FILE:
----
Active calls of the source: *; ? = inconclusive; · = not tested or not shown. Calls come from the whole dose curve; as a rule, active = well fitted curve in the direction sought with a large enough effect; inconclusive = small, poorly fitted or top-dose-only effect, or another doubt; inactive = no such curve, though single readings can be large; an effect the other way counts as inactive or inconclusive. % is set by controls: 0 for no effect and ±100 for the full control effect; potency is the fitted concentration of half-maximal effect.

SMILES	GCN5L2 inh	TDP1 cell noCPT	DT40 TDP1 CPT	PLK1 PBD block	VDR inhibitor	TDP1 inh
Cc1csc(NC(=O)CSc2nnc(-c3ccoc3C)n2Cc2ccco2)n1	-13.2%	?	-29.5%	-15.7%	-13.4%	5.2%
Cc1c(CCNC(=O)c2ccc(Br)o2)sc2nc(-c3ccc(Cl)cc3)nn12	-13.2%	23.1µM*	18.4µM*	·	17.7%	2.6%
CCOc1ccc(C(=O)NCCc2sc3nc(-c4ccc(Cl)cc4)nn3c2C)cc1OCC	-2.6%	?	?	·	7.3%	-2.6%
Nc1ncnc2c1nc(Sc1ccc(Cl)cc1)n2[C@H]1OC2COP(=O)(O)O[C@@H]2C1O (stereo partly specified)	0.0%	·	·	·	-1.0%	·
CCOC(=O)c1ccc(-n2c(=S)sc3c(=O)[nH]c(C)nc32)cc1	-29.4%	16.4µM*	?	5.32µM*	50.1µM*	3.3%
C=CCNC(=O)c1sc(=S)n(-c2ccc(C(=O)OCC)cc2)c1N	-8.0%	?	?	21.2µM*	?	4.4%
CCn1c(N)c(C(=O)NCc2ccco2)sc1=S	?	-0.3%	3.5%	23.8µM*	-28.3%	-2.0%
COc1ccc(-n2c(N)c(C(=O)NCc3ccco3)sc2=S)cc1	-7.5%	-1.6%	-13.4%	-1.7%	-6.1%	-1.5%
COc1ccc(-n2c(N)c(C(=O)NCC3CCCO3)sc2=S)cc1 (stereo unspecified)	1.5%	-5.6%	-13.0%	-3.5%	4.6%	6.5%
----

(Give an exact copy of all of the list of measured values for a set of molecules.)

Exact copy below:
Active calls of the source: *; ? = inconclusive; · = not tested or not shown. Calls come from the whole dose curve; as a rule, active = well fitted curve in the direction sought with a large enough effect; inconclusive = small, poorly fitted or top-dose-only effect, or another doubt; inactive = no such curve, though single readings can be large; an effect the other way counts as inactive or inconclusive. % is set by controls: 0 for no effect and ±100 for the full control effect; potency is the fitted concentration of half-maximal effect.

SMILES	GCN5L2 inh	TDP1 cell noCPT	DT40 TDP1 CPT	PLK1 PBD block	VDR inhibitor	TDP1 inh
Cc1csc(NC(=O)CSc2nnc(-c3ccoc3C)n2Cc2ccco2)n1	-13.2%	?	-29.5%	-15.7%	-13.4%	5.2%
Cc1c(CCNC(=O)c2ccc(Br)o2)sc2nc(-c3ccc(Cl)cc3)nn12	-13.2%	23.1µM*	18.4µM*	·	17.7%	2.6%
CCOc1ccc(C(=O)NCCc2sc3nc(-c4ccc(Cl)cc4)nn3c2C)cc1OCC	-2.6%	?	?	·	7.3%	-2.6%
Nc1ncnc2c1nc(Sc1ccc(Cl)cc1)n2[C@H]1OC2COP(=O)(O)O[C@@H]2C1O (stereo partly specified)	0.0%	·	·	·	-1.0%	·
CCOC(=O)c1ccc(-n2c(=S)sc3c(=O)[nH]c(C)nc32)cc1	-29.4%	16.4µM*	?	5.32µM*	50.1µM*	3.3%
C=CCNC(=O)c1sc(=S)n(-c2ccc(C(=O)OCC)cc2)c1N	-8.0%	?	?	21.2µM*	?	4.4%
CCn1c(N)c(C(=O)NCc2ccco2)sc1=S	?	-0.3%	3.5%	23.8µM*	-28.3%	-2.0%
COc1ccc(-n2c(N)c(C(=O)NCc3ccco3)sc2=S)cc1	-7.5%	-1.6%	-13.4%	-1.7%	-6.1%	-1.5%
COc1ccc(-n2c(N)c(C(=O)NCC3CCCO3)sc2=S)cc1 (stereo unspecified)	1.5%	-5.6%	-13.0%	-3.5%	4.6%	6.5%